With gas prices high, Lowell Folk Festival fans get in gear
With organizers getting ready for the 22nd year, Sue Ann Pearson, the newly named executive director of the Lowell Festival Foundation, believes the event can only grow – and offer revelers summer fun without spending a lot of gas money to get there.
“There is that lovely word, ‘free’ – there are no gates, no admission,” said Pearson, noting that the festival still provides what very few can – a far-reaching scope of concerts with no admission cost.
New this year will be a carnival-style parade through downtown Lowell, with local artists and musicians joining in the revelry, Pearson said.
You might want to take in Portuguese fado singing – a traditional style of soulful ballad that has found a new audience.
Or, if you are in the mood for a different kind of blues, you might want to take in Henry Gray and the Cats, with a sultry sound straight out of Gray’s native New Orleans.
And when you are ready to get peppy again, there is the Mariachi Estampa de America, with their exhilarating Mexican sound.
For Pearson, it’s the dazzling array of offerings that is the appeal of the folk festival she believes visitors will find as well.
Some of this year’s acts include:
- Kontiwennenha:wi – “Carriers of the Words,” an ensemble of female singers from the Akwesanse tribal territories of New York, Ontario and Quebec;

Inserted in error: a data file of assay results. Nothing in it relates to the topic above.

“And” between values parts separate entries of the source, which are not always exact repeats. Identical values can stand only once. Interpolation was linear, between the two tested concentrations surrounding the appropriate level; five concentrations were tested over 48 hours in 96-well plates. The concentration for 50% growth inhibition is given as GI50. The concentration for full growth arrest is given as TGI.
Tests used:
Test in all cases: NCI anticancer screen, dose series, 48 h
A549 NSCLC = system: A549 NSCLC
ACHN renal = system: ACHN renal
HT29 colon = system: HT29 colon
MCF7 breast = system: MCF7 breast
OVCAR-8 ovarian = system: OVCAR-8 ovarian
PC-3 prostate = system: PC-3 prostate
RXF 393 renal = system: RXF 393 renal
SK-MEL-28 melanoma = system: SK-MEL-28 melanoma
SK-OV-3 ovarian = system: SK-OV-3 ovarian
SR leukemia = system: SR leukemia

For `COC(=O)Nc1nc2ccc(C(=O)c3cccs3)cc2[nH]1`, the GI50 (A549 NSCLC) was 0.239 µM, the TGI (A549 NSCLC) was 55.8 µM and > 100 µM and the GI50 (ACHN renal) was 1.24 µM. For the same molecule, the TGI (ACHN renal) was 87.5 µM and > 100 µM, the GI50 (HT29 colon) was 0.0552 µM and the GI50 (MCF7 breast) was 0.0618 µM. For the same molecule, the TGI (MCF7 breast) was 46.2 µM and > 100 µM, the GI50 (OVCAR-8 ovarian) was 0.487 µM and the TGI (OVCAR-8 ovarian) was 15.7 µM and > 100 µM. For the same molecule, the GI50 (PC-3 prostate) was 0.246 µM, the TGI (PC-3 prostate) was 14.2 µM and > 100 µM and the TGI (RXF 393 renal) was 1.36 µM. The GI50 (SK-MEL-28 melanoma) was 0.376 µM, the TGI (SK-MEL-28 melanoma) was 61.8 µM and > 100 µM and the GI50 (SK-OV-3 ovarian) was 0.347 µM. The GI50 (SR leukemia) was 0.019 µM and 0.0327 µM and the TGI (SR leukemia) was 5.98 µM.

- Balla Kouyate, playing the songs of Mali, Africa;
- The Jerry Grcevich Tamburitza Orchestra, playing spirited music with Balkan flair;
- Penpa Tsering, performing traditional music of Tibet.
Typically, the festival draws about 250,000 visitors a year, including many out-of-towners as well as Lowell residents.
Since its inception in 1986, a lot of other folk festivals have sprung up around the region, but Pearson believes the folk festival can still succeed despite the competition.
For Pearson, the festival is also a new frontier. A Newburyport resident, she was formerly the marketing director for the Firehouse Center for the Arts in Newburyport. “I want to be able to walk around the streets of the city, hearing the kids laughing. I want to experience it with all my senses,” she said.
And she wants visitors, to, as well.
The Lowell Folk Festival takes place Friday, July 25 through Sunday, July 27 at various locations in downtown Lowell. For details and a complete schedule of events, call 978-970-5200 (voice,) 978-970-5002 (TDD) or visit www.lowellfolkfestival.org.
Margaret Smith can be reached at firstname.lastname@example.org.